But we humans are a highly developed animal, and we excel at protecting our offspring. We can fight, we can carry our children to safety, we can squirt hand sanitizer all over their bodies and put helmets on their heads. All of these things (some of these things) help us protect our children from being eaten by cheetahs – the real kind – but sometimes, all the humanness in the world still can’t save our kids.

The Right Words


In March of 2009 my 11-year-old daughter, Emmy, died from pneumonia complicated by MRSA.  She was healthy on Tuesday, and died Friday morning. The speed with which this happened, the horror of watching my kid die, and the guilt I felt as a parent, are indescribable – literally. There are words that I could use to tell you in detail what I saw – but in almost four years of searching for the right words, I’ve never been able to eloquently relate how it felt, or how I feel today.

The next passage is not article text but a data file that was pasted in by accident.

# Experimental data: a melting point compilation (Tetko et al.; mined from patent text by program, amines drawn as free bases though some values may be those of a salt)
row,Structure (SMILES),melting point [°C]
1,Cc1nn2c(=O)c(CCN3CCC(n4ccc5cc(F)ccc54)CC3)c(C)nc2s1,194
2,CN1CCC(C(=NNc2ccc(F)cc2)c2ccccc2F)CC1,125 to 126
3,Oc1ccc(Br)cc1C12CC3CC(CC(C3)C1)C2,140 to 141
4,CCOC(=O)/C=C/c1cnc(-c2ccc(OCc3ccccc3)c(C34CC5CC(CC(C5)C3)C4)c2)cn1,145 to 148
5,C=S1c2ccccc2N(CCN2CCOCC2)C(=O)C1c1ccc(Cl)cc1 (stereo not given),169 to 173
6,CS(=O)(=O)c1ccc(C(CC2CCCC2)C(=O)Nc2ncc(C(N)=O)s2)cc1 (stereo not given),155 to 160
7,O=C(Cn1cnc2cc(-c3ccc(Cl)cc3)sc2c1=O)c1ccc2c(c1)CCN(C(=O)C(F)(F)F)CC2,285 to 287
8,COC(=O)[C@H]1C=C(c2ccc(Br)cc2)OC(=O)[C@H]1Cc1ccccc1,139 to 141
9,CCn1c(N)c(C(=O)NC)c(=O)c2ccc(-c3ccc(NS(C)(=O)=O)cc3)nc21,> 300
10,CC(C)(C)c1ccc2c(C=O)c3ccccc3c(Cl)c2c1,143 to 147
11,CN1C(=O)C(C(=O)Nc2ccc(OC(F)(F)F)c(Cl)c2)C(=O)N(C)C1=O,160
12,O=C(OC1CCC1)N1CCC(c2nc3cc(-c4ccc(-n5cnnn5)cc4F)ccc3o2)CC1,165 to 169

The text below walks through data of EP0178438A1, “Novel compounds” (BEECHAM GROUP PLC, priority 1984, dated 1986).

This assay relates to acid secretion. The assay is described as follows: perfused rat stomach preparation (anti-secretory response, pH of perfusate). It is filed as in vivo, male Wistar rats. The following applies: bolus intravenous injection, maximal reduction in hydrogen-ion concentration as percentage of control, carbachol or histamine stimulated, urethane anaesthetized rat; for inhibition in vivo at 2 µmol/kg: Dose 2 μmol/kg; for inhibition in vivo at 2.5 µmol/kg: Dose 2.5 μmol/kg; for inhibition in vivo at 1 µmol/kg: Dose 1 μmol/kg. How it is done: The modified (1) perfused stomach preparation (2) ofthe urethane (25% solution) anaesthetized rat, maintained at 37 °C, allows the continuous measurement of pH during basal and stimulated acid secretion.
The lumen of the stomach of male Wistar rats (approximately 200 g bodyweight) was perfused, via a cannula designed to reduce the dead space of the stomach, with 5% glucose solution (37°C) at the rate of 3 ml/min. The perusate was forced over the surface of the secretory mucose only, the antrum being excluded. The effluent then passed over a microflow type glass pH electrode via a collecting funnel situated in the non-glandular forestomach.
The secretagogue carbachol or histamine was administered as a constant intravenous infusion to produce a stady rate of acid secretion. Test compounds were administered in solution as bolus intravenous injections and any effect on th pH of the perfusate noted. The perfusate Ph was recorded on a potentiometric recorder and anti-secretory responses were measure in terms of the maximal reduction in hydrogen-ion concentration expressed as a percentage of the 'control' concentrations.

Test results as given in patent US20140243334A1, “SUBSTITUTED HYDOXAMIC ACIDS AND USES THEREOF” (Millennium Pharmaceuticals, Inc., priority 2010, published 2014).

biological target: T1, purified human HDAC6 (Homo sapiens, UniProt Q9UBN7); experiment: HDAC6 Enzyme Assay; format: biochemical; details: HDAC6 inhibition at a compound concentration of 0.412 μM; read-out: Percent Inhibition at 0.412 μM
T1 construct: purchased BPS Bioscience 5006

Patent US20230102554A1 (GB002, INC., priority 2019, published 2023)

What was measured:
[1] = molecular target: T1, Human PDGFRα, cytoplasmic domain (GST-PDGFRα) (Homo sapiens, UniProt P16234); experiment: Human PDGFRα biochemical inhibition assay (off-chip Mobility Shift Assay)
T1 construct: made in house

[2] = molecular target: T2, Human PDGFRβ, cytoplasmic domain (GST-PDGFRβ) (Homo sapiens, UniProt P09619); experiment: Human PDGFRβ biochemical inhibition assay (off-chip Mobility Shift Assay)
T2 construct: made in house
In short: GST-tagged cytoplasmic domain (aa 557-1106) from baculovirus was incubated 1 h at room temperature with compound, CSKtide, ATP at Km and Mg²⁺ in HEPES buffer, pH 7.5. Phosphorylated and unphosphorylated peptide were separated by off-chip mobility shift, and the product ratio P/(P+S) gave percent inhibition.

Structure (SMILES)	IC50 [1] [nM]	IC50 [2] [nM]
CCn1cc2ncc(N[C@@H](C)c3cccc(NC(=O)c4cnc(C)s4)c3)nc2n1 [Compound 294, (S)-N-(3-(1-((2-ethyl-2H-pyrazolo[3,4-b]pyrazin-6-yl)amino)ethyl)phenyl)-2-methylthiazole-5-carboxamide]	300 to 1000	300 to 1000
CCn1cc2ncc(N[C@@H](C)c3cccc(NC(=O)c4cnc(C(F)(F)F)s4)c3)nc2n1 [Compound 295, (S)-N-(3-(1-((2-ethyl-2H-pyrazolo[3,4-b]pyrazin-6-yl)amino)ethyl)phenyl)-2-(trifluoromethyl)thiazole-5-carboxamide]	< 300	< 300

As I writer, this has frustrated me beyond measure.  Since the seventh grade, when bad stuff happened, I wrote about it. I wrote about good stuff too and by college, I was writing about every experience I had.  It defined who I was as a person, at least in my head.  When I was having trouble, I could write myself out of it. If I was bored with my job, I would sit in my car at lunch and write. If I was feeling some marital strife, I could sit at the computer late at night and work through my thoughts with my writing.